Longer UTI Treatment Doesn't Reduce Recurrence Among Men

Longer UTI Treatment Doesn't Reduce Recurrence Among Men
Longer UTI Treatment Doesn't Reduce Recurrence Among Men

(HealthDay News) – For men with urinary tract infection (UTI), longer duration of antibiotic treatment does not reduce recurrence; and treatment of preoperative bacteriuria has no clinical benefit, according to two studies published online Dec. 3 in the Archives of Internal Medicine.

Dimitri M. Drekonja, MD, from the Minneapolis Veterans Affairs Health Care System, and colleagues examined treatment patterns for men with UTIs. In a cohort of 4,854,765 outpatient male veterans, 33,336 unique patients experienced 39,149 UTI episodes. Of the index cases, 4.1% and 9.9%, respectively, were followed by early and late recurrences. Treatment was of short-duration (no more than seven days) for 35% of patients and longer-duration (more than seven days) for 65%. The researchers found that longer-duration treatment did not correlate with reductions in recurrence and was associated with increased late recurrence compared with shorter-duration treatment (odds ratio, 1.2). The risk of Clostridium difficile infection was significantly increased with longer-duration versus shorter-duration treatment.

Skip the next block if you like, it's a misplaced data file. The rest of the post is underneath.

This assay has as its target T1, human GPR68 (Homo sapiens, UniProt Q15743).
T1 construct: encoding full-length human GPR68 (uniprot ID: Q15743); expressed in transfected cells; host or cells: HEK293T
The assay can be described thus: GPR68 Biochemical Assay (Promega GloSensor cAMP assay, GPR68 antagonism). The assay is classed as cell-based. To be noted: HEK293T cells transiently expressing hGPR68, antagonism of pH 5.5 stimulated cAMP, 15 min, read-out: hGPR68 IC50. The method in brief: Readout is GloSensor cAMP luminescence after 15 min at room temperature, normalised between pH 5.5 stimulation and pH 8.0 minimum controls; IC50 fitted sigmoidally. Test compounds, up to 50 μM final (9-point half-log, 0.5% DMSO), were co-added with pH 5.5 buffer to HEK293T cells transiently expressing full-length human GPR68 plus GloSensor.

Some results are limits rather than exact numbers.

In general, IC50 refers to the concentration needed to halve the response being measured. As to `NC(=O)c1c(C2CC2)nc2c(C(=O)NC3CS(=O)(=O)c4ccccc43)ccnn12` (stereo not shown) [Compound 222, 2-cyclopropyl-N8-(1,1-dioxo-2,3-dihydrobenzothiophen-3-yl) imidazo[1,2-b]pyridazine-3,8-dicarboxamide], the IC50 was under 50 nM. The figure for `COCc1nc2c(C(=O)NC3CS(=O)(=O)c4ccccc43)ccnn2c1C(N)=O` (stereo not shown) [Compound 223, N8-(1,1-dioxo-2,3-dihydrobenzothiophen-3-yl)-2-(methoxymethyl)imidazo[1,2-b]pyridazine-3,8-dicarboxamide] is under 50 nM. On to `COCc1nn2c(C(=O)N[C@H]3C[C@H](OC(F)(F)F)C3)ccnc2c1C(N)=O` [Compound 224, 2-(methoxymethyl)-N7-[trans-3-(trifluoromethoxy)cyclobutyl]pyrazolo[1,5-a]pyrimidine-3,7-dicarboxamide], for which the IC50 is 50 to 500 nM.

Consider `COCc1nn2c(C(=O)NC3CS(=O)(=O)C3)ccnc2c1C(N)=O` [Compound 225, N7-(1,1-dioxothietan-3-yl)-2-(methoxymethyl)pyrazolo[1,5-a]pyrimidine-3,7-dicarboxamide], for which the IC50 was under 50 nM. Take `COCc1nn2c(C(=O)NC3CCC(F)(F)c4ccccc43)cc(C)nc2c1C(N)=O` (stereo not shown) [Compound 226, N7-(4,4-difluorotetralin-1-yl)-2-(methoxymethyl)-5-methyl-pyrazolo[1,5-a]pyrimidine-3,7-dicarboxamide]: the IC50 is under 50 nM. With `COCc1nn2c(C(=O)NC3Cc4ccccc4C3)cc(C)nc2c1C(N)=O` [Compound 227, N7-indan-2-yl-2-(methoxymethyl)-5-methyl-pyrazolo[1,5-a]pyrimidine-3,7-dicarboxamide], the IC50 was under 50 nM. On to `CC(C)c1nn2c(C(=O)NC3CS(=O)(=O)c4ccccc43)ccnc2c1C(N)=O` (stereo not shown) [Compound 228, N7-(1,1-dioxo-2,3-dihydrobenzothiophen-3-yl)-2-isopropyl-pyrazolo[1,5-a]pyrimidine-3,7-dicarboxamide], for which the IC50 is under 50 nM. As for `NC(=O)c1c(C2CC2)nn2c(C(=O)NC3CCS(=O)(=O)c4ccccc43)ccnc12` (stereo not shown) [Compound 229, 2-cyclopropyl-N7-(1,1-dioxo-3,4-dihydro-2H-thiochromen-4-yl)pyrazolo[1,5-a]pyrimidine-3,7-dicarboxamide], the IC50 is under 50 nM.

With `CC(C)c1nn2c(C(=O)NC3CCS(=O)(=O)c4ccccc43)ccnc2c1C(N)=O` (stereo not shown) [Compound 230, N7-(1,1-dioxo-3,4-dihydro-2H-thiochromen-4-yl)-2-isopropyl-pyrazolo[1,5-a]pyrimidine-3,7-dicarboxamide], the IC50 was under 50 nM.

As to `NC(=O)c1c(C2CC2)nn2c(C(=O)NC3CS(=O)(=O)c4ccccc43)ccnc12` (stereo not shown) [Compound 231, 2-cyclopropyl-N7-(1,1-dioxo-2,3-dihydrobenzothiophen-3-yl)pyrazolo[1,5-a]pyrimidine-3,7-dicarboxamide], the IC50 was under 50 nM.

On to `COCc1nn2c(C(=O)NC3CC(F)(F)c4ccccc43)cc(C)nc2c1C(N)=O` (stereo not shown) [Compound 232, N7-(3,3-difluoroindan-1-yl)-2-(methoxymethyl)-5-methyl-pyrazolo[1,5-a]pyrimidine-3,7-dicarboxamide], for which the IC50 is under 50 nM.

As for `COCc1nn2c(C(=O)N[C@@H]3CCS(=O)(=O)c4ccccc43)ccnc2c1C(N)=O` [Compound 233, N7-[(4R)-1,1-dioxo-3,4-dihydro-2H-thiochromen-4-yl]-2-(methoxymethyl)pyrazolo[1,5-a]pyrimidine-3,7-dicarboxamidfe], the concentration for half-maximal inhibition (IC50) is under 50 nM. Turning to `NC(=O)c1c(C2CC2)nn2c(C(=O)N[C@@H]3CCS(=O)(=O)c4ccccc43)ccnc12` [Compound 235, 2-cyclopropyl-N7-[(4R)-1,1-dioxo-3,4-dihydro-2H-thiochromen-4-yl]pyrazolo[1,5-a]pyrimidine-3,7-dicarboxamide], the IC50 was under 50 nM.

In a second study, examining the frequency of preoperative culture (UC) use to screen for bacteriuria, Drekonja and colleagues reviewed the medical records of 1,688 patients who underwent 1,934 cardiothoracic, orthopedic, and vascular procedures. The researchers found that a UC was obtained before 25% of procedures, with significant variation by service (cardiothoracic, 85%; vascular, 48%; orthopedic, 4%). Of the patients with a preoperative UC, 11% (54 of 489) had bacteriuria. Of those with a positive UC, significantly more treated than untreated patients developed a surgical site infection and had postoperative UTI.

"As we continue to explore UTI in the male half of the population, these articles are a timely reminder that standard practice is not always best practice and that critical thinking is required to recognize the difference," writes the author of an accompanying editorial.

One author involved in both studies disclosed financial ties to the pharmaceutical industry.

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